Although there might seem to be a small amount of extra risk on Amazon's part in terms of subsidizing the Fire, there is also an entire new dimension of possible income, too.  The Fire is also capable of playing video (oh yes, audio too) and Amazon's growing library of streaming video can be played on the Fire, including now some 11,000 movies and/or television episodes offered on an unlimited all for free basis to its Prime members (people who pay $79 a year, originally for free second day shipping on all orders and discounted overnight shipping, but now who also receive this major video streaming benefit too).

In addition to video, the color capabilities also lend themselves to magazine publication, and Amazon is offering a substantial range of magazine subscriptions for the Fire as well.

In 2010 Amazon introduced an interesting new concept as a further way of subsidizing (and monetizing) its Kindle eReaders.  Purchasers now have the choice of a regular Kindle or one which features advertisements on its 'standby' screens.  No ads appear while reading books, but they do when not reading books, so the advertising does not interfere with the book reading experience at all.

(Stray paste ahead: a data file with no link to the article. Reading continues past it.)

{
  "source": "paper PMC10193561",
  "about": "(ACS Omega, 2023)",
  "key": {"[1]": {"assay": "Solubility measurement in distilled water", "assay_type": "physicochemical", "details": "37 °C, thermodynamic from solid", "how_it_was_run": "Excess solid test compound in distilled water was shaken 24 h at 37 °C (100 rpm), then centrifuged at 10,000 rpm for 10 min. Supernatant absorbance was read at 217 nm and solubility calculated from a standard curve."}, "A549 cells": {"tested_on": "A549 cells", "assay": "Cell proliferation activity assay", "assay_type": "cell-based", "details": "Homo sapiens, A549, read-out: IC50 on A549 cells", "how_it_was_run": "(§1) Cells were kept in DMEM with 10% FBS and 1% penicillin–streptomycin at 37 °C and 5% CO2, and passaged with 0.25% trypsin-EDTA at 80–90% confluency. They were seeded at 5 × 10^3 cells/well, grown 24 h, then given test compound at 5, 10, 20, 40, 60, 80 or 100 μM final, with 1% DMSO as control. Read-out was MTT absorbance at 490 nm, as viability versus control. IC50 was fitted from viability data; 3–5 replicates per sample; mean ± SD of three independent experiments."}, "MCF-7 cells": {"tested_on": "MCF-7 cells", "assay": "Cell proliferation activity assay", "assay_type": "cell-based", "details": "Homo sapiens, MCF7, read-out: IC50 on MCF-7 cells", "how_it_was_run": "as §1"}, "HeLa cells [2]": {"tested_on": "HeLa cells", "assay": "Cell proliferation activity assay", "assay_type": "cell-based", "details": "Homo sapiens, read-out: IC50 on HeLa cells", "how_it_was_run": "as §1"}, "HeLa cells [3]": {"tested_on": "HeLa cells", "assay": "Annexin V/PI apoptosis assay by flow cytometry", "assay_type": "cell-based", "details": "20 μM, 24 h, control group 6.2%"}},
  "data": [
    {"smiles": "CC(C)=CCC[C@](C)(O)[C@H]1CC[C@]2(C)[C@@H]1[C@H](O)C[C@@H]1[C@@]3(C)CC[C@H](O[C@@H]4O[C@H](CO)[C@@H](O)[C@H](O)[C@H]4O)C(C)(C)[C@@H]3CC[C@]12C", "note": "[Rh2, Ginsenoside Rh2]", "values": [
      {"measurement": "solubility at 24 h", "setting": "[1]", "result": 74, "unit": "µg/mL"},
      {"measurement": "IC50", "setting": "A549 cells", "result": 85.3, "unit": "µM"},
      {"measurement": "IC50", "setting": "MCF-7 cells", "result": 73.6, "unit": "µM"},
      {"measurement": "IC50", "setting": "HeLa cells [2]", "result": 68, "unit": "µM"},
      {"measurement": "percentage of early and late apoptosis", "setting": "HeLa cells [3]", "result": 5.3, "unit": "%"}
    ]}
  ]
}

In return for accepting this minimal advertising, the price of the Kindle is reduced by either $30 or $40.

The new release of products in September 2011 saw not only lower price points than ever before, but also a reduction on the existing Kindles too (their main claim to fame being they have physical keyboards).

For the first time ever, it is possible to now get a Kindle for under $100 if you'll accept the advertising option. (the Kindle Keyboard is now $99, down from $114 previously, and the new entry level Kindle with no keyboard is a mere $79).

Read more about the Kindle eBook Readers

This is the first of a three part article all about Amazon's new Kindles and Fire.

Please click on to read parts two and three :'The Four Different Models Compared' and 'Fires & Kindles compared to Nooks and iPads'.

Please also visit our subsequent hands-on review of the Kindle Prime.

 

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Originally published 28 Sep 2011, last update 19 Dec 2013

You may freely reproduce or distribute this article for noncommercial purposes as long as you give credit to me as original writer.